Australia has described Russia’s cyberattacks on the Ukrainian government as ‘destructive, disruptive and destabilising’, condemning the wayward state alongside the US and European Union.
On Tuesday, Peter Dutton, Marise Payne and Karen Andrews issued a joint statement that disclosed government and private sector networks in Ukraine had been subject to destructive wiper malware since the start of January 2022.
According to intelligence sources, Russian military cyber operators launched a malware attack months before Putin’s forces invaded Ukraine. The attacks compromised networks related to emergency services, energy, transport and communications.
“We have previously publicly highlighted Russia’s mid-February distributed denial of service (DDOS) attacks against certain Ukrainian banking-related services,” Australia’s ministers for defence, foreign affairs and home affairs said.
Later that same month, the ministers said Australia and its international partners have determined further cyberattacks from Russia disabled very small aperture terminals (VSAT) in Ukraine and across Europe. Even private internet services used by ordinary citizens were affected.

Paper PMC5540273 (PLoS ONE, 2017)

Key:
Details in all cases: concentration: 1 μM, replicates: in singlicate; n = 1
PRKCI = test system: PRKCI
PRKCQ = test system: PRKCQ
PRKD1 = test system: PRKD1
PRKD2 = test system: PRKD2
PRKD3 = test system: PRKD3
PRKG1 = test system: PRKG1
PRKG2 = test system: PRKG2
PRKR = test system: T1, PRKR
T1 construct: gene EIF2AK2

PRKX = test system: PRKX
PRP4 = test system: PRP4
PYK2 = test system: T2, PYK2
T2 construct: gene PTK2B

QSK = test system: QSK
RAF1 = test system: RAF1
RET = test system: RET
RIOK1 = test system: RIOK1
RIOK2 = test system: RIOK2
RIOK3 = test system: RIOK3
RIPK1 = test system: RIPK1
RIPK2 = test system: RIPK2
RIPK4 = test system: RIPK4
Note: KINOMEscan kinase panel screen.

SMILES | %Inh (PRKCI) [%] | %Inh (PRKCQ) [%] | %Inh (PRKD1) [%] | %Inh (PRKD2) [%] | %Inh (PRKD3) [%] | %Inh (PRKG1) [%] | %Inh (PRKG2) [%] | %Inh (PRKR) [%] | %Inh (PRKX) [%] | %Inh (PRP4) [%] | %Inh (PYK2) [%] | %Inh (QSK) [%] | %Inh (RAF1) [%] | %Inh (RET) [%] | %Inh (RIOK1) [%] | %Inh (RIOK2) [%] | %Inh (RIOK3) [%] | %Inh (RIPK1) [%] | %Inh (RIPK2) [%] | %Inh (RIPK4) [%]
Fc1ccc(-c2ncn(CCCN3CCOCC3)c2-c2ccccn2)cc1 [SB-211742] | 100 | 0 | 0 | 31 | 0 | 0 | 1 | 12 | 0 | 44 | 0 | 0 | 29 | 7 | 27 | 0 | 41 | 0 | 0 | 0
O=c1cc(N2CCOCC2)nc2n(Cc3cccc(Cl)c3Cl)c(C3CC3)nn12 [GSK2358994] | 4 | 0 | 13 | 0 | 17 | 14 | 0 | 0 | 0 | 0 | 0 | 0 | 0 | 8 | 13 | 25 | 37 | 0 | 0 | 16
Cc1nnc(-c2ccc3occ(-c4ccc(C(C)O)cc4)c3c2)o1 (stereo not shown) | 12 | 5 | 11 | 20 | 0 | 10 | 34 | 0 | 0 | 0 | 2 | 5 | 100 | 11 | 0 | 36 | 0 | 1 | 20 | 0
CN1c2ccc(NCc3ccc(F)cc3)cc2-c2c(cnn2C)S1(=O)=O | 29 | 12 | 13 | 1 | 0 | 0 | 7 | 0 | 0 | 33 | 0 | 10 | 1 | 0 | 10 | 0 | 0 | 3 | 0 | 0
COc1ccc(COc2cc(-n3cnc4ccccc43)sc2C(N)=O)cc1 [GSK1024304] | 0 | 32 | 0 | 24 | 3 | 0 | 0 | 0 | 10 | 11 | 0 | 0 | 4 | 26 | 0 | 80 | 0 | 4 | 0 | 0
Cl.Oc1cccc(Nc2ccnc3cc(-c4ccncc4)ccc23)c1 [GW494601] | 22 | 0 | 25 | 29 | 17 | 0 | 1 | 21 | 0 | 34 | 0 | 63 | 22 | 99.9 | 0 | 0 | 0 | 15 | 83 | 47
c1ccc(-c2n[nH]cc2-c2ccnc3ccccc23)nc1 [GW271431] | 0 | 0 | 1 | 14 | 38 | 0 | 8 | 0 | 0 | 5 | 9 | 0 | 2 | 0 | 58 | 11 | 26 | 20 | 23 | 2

Sources believe this was done with a view to scrambling communications networks as Putin ordered his military forces to illegally push into neighbouring territory.
“We assess that Russia launched cyberattacks in late February against commercial satellite communications networks to disrupt Ukrainian command and control during the invasion and those actions had spill-over impacts in other European countries,” the statement read.
“This included tens of thousands of terminals outside of Ukraine that, among other things, support wind turbines and provide internet services to private citizens.”
Seventy-six days into Russia’s invasion of Ukraine, Putin’s troops have advanced to the border between Donetsk and Luhansk (known as the Donbas) in the eastern part of the country. The only maritime route for Ukraine, in the Black Sea, is dominated by the Russian Navy, and fierce fighting over small villages across the country sees territorial gains by invading forces last only a short while.
“The Russians aren’t winning, and the Ukrainians aren’t winning, and we’re at a bit of a stalemate here,” Pentagon’s Defense Intelligence Agency director Lt. Gen. Scott D. Berrier testified to a Senate Armed Services Committee in Washington on Tuesday.
The Australian ministers said Russia’s cyberattacks were further evidence of ‘indiscriminate cyber operations’ and showed a blatant disregard for negative consequences to the public and commercial interests. They added any state responsible for cyber activities which were detrimental to international peace and stability contrary to the international framework would be held to account.
“Australia is committed to imposing costs on state-based or state-sponsored malicious actors who seek to undermine an open, free, safe and secure cyberspace,” they said.